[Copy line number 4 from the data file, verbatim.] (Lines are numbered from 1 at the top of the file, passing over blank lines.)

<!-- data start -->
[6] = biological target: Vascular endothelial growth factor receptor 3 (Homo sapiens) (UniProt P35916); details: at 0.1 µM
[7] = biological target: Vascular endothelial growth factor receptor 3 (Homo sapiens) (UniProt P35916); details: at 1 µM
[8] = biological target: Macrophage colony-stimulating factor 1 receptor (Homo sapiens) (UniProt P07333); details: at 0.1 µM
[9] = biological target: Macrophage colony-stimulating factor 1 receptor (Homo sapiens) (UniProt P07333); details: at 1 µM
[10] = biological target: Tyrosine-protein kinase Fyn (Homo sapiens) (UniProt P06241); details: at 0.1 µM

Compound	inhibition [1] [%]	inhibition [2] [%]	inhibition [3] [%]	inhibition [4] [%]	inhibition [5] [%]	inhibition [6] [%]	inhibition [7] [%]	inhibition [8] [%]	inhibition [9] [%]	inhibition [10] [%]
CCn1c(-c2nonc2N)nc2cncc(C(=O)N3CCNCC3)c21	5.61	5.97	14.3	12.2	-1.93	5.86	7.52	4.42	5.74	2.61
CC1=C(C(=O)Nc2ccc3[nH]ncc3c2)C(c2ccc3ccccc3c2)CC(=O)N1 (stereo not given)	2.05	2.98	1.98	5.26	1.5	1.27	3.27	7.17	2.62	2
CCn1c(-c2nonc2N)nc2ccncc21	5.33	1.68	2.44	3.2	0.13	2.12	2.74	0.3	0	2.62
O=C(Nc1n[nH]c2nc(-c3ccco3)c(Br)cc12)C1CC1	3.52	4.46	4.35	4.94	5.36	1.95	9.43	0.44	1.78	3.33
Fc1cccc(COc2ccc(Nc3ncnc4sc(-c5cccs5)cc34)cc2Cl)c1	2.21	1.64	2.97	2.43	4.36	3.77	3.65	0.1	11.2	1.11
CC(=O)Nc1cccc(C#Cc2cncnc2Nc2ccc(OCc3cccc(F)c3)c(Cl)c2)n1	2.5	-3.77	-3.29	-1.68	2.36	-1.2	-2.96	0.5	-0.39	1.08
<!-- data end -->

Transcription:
[9] = biological target: Macrophage colony-stimulating factor 1 receptor (Homo sapiens) (UniProt P07333); details: at 1 µM